Off To The London Olympics, And The Power Of The Moment

(Photo by Tom Nguyen/Creative Commons)

She got drunk and kissed me by the window as Saturday faded into Sunday.

I didn’t see it coming. That’s one aspect about our longest-lasting memories. Most of them occurred in an instant, unexpected. The head-on collision. The sudden diagnosis. But also the home run. The acceptance letter. The first kiss.

This is not a story about one of those kinds of memories. For this, I have been preparing for many months. And it is not one brief moment, but an overload of incredible experiences spanning many days.

I am going to the Olympics.

When I have talked with people about this, about 90 percent of the conversations have gone like this:

Person: “I heard you are going to the Olympics.”

Me: “Yeah, I am going to be a runner for Sheinhardt Wig Company NBC.”

Person: “Wow, how exciting!”

Me: “Yeah, I’m pumped. Should be great.”

Person: “Can you fit me into your suitcase?”

And then depending on the size of the person, I would joke about their ability to actually fit in my luggage. But the fact is, I have had probably one hundred of these conversations and I was lying. I am neither pumped, nor excited, nor do I think it would be great.

Instead, I am thrilled beyond belief. And it will be the opportunity of a lifetime. “Excited” and “great” don’t even begin the description.

I have been in love with the Olympic Games and their NBC broadcasts from a young age. I have specific memories of obsessively playing the Sydney 2000 video game. I was astounded by the Opening Ceremonies in Salt Lake City, the last American Games. I parked myself in front of the TV for so many hours of Beijing events, I think I left a dent in the sofa. And how can some of these sequences not stir one’s soul?

I always dreamed of being able to go to the Olympics, so much so that I even worked to try to get them to Pittsburgh. (And hey, maybe some day my crazy plan of a Pittsburgh Olympics will come to fruition. As long as the mascot is better than Steely McBeam.)

Then I saw an email in February 2011 with the subject line, “NBC Is Looking for 2012 OLYMPIC INTERNS.” I practically jumped out of my chair. This was my new No. 1 goal. A month after I mailed in my application, I was told I got an interview. Then a few months after that stressful conversation, I was told NBC accepted me. Joy! Then a few months later I found out I would be going to London (others will head to New York). Ecstasy! I have never been there before. Sometimes so many blessings work in your favor that it is almost unbelievable. I am very grateful for this chance.

So here I am. The bags are packed, with plenty of warm clothes because it is England. My phone has been put on the international plan. I renewed my subscription, because the Pirates will still be on at Midnight most nights.

Starting Saturday, I will be working long day after long day at the International Broadcast Centre. I have no idea what I will be doing there. I could be running tapes between rooms. I could be getting food orders.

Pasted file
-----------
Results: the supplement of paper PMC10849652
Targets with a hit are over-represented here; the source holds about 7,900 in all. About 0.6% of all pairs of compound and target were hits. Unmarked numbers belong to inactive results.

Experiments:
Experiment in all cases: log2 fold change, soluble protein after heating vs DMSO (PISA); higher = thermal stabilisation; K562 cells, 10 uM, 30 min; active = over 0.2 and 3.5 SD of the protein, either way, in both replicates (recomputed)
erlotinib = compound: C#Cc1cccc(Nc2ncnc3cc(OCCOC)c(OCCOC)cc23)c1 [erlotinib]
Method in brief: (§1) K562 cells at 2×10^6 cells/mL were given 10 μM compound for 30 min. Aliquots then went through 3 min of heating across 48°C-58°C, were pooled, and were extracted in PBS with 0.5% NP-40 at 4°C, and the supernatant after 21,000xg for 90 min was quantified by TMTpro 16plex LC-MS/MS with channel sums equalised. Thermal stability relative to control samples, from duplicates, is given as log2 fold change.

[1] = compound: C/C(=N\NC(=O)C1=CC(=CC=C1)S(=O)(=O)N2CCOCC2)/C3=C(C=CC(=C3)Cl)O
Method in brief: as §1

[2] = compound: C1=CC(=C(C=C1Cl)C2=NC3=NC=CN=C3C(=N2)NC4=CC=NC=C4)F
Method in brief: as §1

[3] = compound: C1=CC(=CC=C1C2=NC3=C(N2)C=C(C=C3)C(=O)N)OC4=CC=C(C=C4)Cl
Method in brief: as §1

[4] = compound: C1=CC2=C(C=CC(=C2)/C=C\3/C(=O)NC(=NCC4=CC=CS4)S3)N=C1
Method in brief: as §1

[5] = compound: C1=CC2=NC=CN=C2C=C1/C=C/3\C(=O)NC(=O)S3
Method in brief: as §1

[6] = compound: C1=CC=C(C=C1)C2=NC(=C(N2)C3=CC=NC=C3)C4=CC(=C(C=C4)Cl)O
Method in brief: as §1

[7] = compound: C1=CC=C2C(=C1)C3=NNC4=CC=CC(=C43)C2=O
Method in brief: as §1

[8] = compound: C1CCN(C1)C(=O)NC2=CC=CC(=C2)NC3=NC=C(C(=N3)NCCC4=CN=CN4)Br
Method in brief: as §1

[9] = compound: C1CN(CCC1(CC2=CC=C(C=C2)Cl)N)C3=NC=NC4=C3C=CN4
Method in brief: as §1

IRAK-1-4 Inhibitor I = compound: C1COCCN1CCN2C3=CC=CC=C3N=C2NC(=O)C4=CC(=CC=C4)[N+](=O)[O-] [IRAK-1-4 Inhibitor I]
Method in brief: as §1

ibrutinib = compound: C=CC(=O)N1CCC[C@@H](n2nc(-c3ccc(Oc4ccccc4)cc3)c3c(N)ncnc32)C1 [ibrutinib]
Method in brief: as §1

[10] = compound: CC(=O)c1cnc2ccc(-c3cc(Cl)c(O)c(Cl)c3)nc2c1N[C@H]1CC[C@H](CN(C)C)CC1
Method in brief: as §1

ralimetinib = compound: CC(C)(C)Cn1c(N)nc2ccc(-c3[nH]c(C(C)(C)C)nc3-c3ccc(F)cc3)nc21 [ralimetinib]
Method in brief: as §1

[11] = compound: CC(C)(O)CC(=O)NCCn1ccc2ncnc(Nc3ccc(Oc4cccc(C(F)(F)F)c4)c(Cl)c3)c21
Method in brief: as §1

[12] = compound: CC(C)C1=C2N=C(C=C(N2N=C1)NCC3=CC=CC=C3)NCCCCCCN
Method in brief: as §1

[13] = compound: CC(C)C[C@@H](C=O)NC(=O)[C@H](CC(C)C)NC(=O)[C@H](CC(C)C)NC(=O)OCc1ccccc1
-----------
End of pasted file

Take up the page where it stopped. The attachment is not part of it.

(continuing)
(Photo by Graham Hogg/Creative Commons)

Fact is, I don’t care what I’ll be doing. I could be a glorified coffee cart the entire time and it does not matter to me.

I am going to wake up every day and roll out of bed into the Olympic city. The torch will be lit. The atmosphere will be like a 17-day party, with an energy that cannot be matched anywhere else on Earth. And I get to be a part of the most-watched broadcast in America. Even people who don’t like sports will check in, even if it’s just for the ceremonies.

If you don’t like the Olympic Games, I feel kind of sorry for you. Even I don’t get hyped up about rhythmic gymnastics, but what could be more exciting than the Olympics? There will be 302 medal events, and for their particular sports, they are like 302 world championships bookended by unmatched pomp and pageantry. For gymnasts, every single muscle move can mean the difference between a medal or an empty hand. For swimmers, every stroke becomes magnified. For track sprinters, a split-second hesitation can ruin the race of their lives.

In every case, all 10,000 men and women represent the most talented, most refined in the world at their sport. They run the fastest, jump the highest, represent the strongest. Their movements write the stories that captivate a planet for two straight weeks. And each individual has been working for not only four years, but for their entire lives, in preparation of their Olympic moment. It is the ultimate athletic event. It is the ultimate human drama. The only thing it is not: boring.

But for the athletes, their moment may be fleeting. They may only appear on the world’s stage for a day, or even just ten seconds.

I don’t get one moment. I don’t get one day. I get almost an entire month to live out my lifelong goal of being at the Olympics, and on top of that, my lifelong goal of working on a national sports broadcast.

This is not a first-kiss moment, wonderful but fleeting. This will be a lifetime of unforgettable moments, packed into four weeks. This is the Olympics, and I will be there.

And when they extinguish the flame, the memories I have carved will remain forever.

[Addendum: Due to the rules of the powers that be, I will not be using Twitter, Facebook or this blog to post updates about the Olympics. I will, however, still be on Twitter and following the Pirates as much as possible. And of course, I will be keeping a journal (online or otherwise) of my journey through London over the next month, to share with you all when I return in mid-August. Enjoy the Games!]

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